# Investing 101: Balance Sheet – Goodwill & Total Assets

Chad is a member of The Motley Fool Blog Network -- entries represent the personal opinion of the blogger and are not formally edited.

More losses in the stock market are caused by not knowing how to evaluate a company's fundamentals. When it comes to analyzing a company you need to know what is on their balance sheet. I'll walk you through some of the basics, and give you an example of how this relates to your finances to make things easier. Given that books have been written on how to read a balance sheet, I'll try to keep this simple. I've already covered cash & investments, as well as receivables & inventory in two other posts. Today let's look at Coca-Cola (NYSE: KO) to examine goodwill and total assets. In following posts I'll explain other parts of the balance sheet.

You can find the company's balance sheet on many finance web sites like Motley Fool, Yahoo Finance, Google Finance, etc. The balance sheet is usually broken into three parts, assets, liabilities, and stockholders equity. (Keep in mind when you see numbers on a balance sheet they are normally quoted “all numbers in thousands or millions”. This is how \$10,300,000 or \$10,300 can actually mean \$10.3 billion, don't forget to add those 3 or 6 zeros!)

When it comes to goodwill, the simple explanation is this is an accounting line item and not real cash. When a company buys another, goodwill is the amount paid over and above the physical assets being purchased. Coca-Cola, in our example, shows about \$12 billion in goodwill. This means in the past, when Coca-Cola purchased a company for say \$2 million, they might have received \$1.5 million in assets. The \$500,000 difference between what they paid, and what they received, is recorded as goodwill. The company is required to write down (or decrease their earnings), over a certain amount of time, to eventually eliminate this goodwill from their balance sheet. The fact that Coca-Cola has over \$12 billion in goodwill, shows how much they had to pay for certain companies brands. Since goodwill is continually being written off against earnings, it's a line item to pay attention to. Just as a point of reference, Coca-Cola reported in September 2011 that they produced net income of \$2.756 billion. The company actually made \$466 million more than that, but this \$466 million was written off as depreciation. As an investor you want to know if a company has goodwill they are writing down, because their reported earnings will be less than they actually made. In addition, goodwill can sometimes be deceiving, as the company may or may not be worth as much as they paid for the acquired companies. That brings us to total assets.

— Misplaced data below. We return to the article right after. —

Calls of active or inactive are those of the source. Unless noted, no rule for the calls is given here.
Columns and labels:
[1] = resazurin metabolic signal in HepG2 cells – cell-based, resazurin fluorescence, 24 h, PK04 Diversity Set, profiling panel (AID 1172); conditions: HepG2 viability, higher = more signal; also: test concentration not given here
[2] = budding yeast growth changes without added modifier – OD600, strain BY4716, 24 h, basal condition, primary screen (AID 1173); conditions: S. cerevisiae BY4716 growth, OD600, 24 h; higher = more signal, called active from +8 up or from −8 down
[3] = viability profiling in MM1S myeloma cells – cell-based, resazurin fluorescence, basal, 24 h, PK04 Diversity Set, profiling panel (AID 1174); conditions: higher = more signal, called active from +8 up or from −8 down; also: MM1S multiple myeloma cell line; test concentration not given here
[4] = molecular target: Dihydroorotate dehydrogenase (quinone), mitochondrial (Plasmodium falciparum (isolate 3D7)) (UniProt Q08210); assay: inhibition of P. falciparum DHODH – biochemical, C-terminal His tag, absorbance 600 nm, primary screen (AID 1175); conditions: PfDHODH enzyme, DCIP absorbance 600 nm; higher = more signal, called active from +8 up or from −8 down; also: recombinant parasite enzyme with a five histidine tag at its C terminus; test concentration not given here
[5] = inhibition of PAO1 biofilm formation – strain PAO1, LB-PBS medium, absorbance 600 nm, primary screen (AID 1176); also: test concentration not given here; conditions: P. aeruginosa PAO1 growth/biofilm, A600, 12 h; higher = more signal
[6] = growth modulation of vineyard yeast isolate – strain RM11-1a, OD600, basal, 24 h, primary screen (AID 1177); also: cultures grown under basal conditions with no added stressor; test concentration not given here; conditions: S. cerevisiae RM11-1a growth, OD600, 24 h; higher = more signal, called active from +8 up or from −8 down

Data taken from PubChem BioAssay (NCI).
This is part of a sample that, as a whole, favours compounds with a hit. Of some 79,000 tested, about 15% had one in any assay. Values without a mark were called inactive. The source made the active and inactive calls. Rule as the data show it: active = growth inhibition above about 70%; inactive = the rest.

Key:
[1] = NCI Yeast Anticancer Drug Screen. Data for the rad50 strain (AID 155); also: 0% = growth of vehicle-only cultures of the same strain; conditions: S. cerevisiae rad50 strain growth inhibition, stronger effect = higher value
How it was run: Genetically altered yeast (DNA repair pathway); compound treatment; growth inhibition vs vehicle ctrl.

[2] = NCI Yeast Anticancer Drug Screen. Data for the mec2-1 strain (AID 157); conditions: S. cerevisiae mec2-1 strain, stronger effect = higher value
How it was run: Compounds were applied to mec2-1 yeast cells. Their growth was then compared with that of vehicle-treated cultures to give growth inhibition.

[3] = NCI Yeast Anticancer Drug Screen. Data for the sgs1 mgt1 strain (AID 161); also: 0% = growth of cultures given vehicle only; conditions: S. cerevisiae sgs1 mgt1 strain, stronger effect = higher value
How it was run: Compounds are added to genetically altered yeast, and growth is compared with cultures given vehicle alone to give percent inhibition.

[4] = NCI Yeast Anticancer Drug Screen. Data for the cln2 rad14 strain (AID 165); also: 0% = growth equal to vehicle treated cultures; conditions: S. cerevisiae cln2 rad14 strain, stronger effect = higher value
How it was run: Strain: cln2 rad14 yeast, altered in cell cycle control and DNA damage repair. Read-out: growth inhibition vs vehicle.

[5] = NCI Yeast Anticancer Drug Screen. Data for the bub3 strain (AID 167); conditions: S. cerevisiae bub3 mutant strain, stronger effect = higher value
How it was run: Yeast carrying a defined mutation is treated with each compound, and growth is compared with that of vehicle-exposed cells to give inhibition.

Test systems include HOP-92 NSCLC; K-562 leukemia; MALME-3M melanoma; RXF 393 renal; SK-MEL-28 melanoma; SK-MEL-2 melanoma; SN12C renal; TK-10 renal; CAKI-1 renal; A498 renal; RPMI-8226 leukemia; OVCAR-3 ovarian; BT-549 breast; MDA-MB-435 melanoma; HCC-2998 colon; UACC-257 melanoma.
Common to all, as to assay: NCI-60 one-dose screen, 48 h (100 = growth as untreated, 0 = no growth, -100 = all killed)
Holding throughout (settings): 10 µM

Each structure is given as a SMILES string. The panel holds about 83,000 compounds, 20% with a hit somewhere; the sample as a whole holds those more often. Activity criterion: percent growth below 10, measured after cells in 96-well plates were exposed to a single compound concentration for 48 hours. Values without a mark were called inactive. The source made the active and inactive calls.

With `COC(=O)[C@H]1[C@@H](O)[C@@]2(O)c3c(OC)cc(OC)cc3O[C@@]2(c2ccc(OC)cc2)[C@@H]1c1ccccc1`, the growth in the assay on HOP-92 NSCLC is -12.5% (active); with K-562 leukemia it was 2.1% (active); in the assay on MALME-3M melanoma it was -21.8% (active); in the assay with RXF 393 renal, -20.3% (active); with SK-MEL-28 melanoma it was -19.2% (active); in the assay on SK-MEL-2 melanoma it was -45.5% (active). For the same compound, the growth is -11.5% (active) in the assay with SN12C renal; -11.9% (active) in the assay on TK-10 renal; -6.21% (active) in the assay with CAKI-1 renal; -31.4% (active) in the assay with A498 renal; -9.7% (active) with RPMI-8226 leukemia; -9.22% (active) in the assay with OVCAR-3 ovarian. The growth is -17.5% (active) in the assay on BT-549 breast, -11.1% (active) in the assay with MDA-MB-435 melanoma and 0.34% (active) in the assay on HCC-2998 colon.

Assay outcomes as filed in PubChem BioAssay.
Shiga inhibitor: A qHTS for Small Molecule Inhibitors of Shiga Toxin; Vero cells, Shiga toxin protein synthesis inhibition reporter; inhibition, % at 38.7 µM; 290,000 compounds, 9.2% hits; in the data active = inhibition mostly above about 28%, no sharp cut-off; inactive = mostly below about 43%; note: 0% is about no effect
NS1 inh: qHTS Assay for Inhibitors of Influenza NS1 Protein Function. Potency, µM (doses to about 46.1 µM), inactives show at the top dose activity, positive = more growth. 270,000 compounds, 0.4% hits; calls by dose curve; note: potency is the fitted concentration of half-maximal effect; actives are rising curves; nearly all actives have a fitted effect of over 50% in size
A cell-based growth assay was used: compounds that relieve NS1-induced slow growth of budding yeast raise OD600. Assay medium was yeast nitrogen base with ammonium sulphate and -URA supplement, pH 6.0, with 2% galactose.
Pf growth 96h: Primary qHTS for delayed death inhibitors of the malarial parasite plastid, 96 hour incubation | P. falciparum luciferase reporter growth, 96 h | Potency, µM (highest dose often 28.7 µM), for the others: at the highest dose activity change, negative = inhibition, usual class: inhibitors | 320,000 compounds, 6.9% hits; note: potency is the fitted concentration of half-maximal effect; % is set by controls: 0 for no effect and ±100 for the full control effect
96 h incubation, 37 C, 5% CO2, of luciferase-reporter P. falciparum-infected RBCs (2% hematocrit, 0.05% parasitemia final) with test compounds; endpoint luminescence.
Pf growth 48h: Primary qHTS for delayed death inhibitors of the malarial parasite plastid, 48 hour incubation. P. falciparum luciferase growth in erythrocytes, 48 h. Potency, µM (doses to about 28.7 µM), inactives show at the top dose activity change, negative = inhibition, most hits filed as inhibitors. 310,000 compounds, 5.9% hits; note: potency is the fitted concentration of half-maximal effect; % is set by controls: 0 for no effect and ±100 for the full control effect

Total assets is exactly what it sounds like, anything and everything a company has. This number represents in theory if a company liquidated everything it had and turned everything into cash. This would mean selling every piece of land, equipment, inventory, etc. The challenge with total assets is these are stated assets, and not necessarily real numbers. What I mean is, goodwill for instance, may or may not be worth what the company believes. If a company overpays for an acquisition, they may record \$500 million as an asset, but if they tried to re-sell the same acquired company they might only get \$250 million. In this way goodwill can overstate assets. This is also true of inventory. A company might say they have \$200 million in inventory, but if they liquidated it all tomorrow it might only fetch \$125 million. This can work in the opposite direction as well. Railroads are great examples, CSX (NYSE: CSX) might say they have \$24 billion in plant and equipment. However, if CSX liquidated everything they have, land included it might go for two or three times that number. Long story short, take total assets with a grain of salt. Think of total assets like if you sold every single asset you have and piled the money up on a table. You know how much your cash in the bank is worth, but those jeans from 3 years ago you might not be able to give away.

If you are looking for companies that might be worth more than their total assets, I would look at companies that have a history of acquisitions. We've already seen that Coca-Cola is a good example. PepsiCo (NYSE: PEP) comes to mind as well. PepsiCo shows \$16 billion of goodwill on their balance sheet versus about \$75 billion in total assets. Dr. Pepper Snapple Group (NYSE: DPS) is a logical choice also. Dr. Pepper Snapple shows \$2.9 billion in goodwill versus about \$9.1 billion in assets. Remember, the larger the goodwill amount, the more the company is actually making behind the scenes versus their reported earnings.

This is the last of the 3 posts about the asset side of the balance sheet. I'll also be posting some details about the liabilities side of the balance sheet as well. In the meantime, let me know if you have any questions or comments in the section below.

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